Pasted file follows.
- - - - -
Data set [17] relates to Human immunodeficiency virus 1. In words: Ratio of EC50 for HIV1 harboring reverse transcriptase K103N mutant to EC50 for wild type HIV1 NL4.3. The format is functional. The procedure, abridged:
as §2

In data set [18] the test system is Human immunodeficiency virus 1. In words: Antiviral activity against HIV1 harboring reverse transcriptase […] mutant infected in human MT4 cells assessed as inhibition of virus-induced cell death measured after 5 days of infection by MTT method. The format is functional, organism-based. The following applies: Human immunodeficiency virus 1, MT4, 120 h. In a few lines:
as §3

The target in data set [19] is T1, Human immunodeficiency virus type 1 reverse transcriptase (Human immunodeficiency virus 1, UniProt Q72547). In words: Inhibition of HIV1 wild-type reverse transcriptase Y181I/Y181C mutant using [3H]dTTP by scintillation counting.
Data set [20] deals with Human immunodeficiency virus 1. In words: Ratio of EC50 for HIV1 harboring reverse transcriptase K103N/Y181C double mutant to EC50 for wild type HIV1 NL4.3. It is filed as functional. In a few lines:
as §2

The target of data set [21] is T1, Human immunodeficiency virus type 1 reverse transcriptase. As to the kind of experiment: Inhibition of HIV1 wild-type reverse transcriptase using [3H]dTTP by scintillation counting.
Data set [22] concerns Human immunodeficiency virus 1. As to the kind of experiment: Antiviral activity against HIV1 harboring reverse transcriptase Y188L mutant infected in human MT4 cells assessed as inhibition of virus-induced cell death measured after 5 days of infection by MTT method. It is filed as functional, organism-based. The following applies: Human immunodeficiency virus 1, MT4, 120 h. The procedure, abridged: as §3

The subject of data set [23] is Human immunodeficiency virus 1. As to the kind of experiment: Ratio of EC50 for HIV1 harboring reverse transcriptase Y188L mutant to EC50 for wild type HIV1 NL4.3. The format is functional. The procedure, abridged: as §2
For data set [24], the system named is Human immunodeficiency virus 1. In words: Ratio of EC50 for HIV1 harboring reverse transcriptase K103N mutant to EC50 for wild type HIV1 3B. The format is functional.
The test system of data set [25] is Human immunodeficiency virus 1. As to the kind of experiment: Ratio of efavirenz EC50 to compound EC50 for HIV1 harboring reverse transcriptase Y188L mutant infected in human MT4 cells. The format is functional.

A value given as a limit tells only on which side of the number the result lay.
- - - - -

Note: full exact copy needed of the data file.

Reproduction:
Data set [17] relates to Human immunodeficiency virus 1. In words: Ratio of EC50 for HIV1 harboring reverse transcriptase K103N mutant to EC50 for wild type HIV1 NL4.3. The format is functional. The procedure, abridged:
as §2

In data set [18] the test system is Human immunodeficiency virus 1. In words: Antiviral activity against HIV1 harboring reverse transcriptase […] mutant infected in human MT4 cells assessed as inhibition of virus-induced cell death measured after 5 days of infection by MTT method. The format is functional, organism-based. The following applies: Human immunodeficiency virus 1, MT4, 120 h. In a few lines:
as §3

The target in data set [19] is T1, Human immunodeficiency virus type 1 reverse transcriptase (Human immunodeficiency virus 1, UniProt Q72547). In words: Inhibition of HIV1 wild-type reverse transcriptase Y181I/Y181C mutant using [3H]dTTP by scintillation counting.
Data set [20] deals with Human immunodeficiency virus 1. In words: Ratio of EC50 for HIV1 harboring reverse transcriptase K103N/Y181C double mutant to EC50 for wild type HIV1 NL4.3. It is filed as functional. In a few lines:
as §2

The target of data set [21] is T1, Human immunodeficiency virus type 1 reverse transcriptase. As to the kind of experiment: Inhibition of HIV1 wild-type reverse transcriptase using [3H]dTTP by scintillation counting.
Data set [22] concerns Human immunodeficiency virus 1. As to the kind of experiment: Antiviral activity against HIV1 harboring reverse transcriptase Y188L mutant infected in human MT4 cells assessed as inhibition of virus-induced cell death measured after 5 days of infection by MTT method. It is filed as functional, organism-based. The following applies: Human immunodeficiency virus 1, MT4, 120 h. The procedure, abridged: as §3

The subject of data set [23] is Human immunodeficiency virus 1. As to the kind of experiment: Ratio of EC50 for HIV1 harboring reverse transcriptase Y188L mutant to EC50 for wild type HIV1 NL4.3. The format is functional. The procedure, abridged: as §2
For data set [24], the system named is Human immunodeficiency virus 1. In words: Ratio of EC50 for HIV1 harboring reverse transcriptase K103N mutant to EC50 for wild type HIV1 3B. The format is functional.
The test system of data set [25] is Human immunodeficiency virus 1. As to the kind of experiment: Ratio of efavirenz EC50 to compound EC50 for HIV1 harboring reverse transcriptase Y188L mutant infected in human MT4 cells. The format is functional.

A value given as a limit tells only on which side of the number the result lay.